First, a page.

Doctor Who fans are hugely fortunate. Thanks to the intervention of Ian Levine, the series first three serials were rescued hours before they would have been lost forever. While fans can get caught up in The Beginning DVD boxset, a jarring note hits the viewer as The Edge of Destruction fades to a close, and viewers are forced to the horrified realisation that we cannot see what happens next.
Universally recognised as the story that transformed Doctor Who into a nationwide hit, The Daleks is much, much more than a mere introduction story to the alien race that would go on to become the Doctor’s deadliest enemies. The series’ second story is a fantastic sci-fi adventure that stands up well more than 50 years after its initial broadcast, and is superb television, nevermind superb Doctor Who.
In my second of three proposals for Doctor Who missing episodes the BBC ought to animate, I am completely changing tack to my previous proposal – which as you may recall involved taking a simple four-part story with the capacity to reuse the characters in other stories.
As with The Smugglers, I suggest that we should animate an entirely missing story from scratch – but instead of the careful investment proposed for that serial, I am proposing that the BBC could make a grand gesture, really push the boat out, and release not simply an animation, but a recreation – a re-animation if you will! And for that, there can be no better opportunity than that most eagerly desired and sought after of stories, Marco Polo.
Since I started drafting this post, another similar idea has cropped up on the web – which I think demonstrates that there is enthusiasm not simply to use animation to plug the missing episodes gaps, but to breathe new life into the Classic Series range. I think Marco Polo would be an excellent launchpad to demonstrate that this could be done really well, and to a fantastically high standard.
What then would the animation look like? Well, if The Smugglers is meant to be relatively cheap and cheerful, I propose exactly the opposite for Marco Polo. One of the biggest trends in video game production is the use of actors to map expressions on video game characters – which has especially come to my attention through Kiefer Sutherland playing Snake in the latest installment of the Metal Gear Solid series. Marco Polo would be a continuation of that theme – employing a Hartnell-esque lookalike to provide reference points for the animators.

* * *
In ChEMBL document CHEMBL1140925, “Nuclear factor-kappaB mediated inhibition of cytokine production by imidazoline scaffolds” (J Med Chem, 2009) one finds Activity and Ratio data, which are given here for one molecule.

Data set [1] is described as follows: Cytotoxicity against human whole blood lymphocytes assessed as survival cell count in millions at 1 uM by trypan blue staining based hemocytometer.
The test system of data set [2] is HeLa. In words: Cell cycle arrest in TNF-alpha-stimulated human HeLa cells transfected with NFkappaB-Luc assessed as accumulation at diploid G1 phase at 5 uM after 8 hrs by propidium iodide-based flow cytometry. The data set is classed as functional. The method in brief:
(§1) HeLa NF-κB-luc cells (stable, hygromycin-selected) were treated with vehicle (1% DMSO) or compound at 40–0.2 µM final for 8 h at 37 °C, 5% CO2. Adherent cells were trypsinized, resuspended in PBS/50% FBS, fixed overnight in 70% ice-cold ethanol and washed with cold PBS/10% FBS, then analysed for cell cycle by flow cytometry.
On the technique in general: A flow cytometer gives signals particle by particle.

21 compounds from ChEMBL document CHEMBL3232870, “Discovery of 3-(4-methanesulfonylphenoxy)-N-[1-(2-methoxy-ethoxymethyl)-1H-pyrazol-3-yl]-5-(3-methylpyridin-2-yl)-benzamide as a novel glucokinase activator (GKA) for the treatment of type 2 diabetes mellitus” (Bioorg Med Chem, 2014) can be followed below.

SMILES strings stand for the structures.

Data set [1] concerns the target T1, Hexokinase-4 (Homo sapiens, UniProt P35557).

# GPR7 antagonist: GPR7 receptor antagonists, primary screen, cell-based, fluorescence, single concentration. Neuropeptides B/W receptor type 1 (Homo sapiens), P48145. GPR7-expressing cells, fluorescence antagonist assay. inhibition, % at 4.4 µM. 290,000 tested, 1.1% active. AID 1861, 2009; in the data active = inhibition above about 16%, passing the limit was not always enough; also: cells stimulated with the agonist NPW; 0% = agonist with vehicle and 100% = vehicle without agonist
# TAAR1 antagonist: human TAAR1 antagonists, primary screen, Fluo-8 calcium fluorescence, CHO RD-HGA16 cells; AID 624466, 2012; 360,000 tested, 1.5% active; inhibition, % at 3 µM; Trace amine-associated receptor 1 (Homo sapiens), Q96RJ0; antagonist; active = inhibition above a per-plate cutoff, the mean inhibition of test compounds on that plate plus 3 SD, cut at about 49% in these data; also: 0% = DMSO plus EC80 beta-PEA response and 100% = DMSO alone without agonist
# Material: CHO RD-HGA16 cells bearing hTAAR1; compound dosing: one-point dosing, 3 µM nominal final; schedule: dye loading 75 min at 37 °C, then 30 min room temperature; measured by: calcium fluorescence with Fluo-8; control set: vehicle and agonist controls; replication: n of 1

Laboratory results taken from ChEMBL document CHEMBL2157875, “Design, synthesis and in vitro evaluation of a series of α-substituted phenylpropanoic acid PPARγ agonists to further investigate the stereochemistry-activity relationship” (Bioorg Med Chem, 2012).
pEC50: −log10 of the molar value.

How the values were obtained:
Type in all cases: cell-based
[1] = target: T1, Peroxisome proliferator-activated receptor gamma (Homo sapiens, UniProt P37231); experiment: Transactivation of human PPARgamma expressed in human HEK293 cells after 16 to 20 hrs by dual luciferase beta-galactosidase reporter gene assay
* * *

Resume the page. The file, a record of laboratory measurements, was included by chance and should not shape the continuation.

Naturally this is a much bigger budget than anything done until this point – but in this scenario we are purposefully choosing to ignore the issue of cost, and instead embracing two ideas:
1. As the episodes are completely missing anyway, and need to be replaced, there is absolutely no harm in producing a high-quality reimagination that might appeal outside the ‘core’ audience.
2. If successful, the format would potentially serve as the prelude to animate other stories that (until now) have been non-canon – not least Big FInish productions such as Colin Baker’s originally intended Season 23.
The technology definitely exists – and I am pretty confident that the demand exists as well. And as technology becomes faster and more powerful, the capacity to take on such a massive project is quickly becoming more and more feasible. As I said for The Smugglers – the only good reason not to animate Marco Polo is if there’s a reasonable chance we might get the real thing …
There is a certain charm and mystery about the very first story of Doctor Who. There was no indication of what the show would become in future years, or even that there would be future years. Indeed, when one watches the 50th anniversary tribute, An Adventure in Space and Time, one appreciates just how fragile Doctor Who was until the series achieved audience breakthrough with The Daleks. At this point viewers knew nothing of this mysterious person simply identified as ‘The Doctor.’ Indeed by the end of episode one, the viewers’ sympathies would be largely with his unwilling first companions, schoolteachers Ian and Barbara, and perhaps for his granddaughter Susan, who seems much more gentle than the old man, but also somewhat under his thumb.
Following on from historical (and sadly
supposedly missing) epic Marco Polo, this six part adventure was a firm indication that Sydney Newman’s “No bug-eyed monsters” policy had been torn up. From here on, the Doctor and his companions would alternate (approximately) between a historical adventure and a sci-fi adventure, until finally deciding to scrap historicals in Season 4. At this stage however, the producers seemed to have revelled in the prospect of creating as many outlandish scenarios as they could reasonably get away with.
We resume the countdown with a two-part adventure from Season One. The Edge of Destruction was written to fill the block between The Daleks and Marco Polo while having to accommodate not having the budget for a major storyline. This apparent weakness actually led to a story that probably helped the show in the long run by giving two episodes only featuring the TARDIS crew, and focused entirely on their relationship with each other – and not least the relationship of Ian and Barbara to the still unpredictable character of the Doctor.
I have no hesitation in saying that this is my most controversial post to date. When fans of the Hartnell era talk of his episodes, The Aztecs is almost universally acclaimed as an excellent example of early Doctor Who – it is a strong candidate for best Hartnell episode for many fans, and yet it doesn’t make my top 100.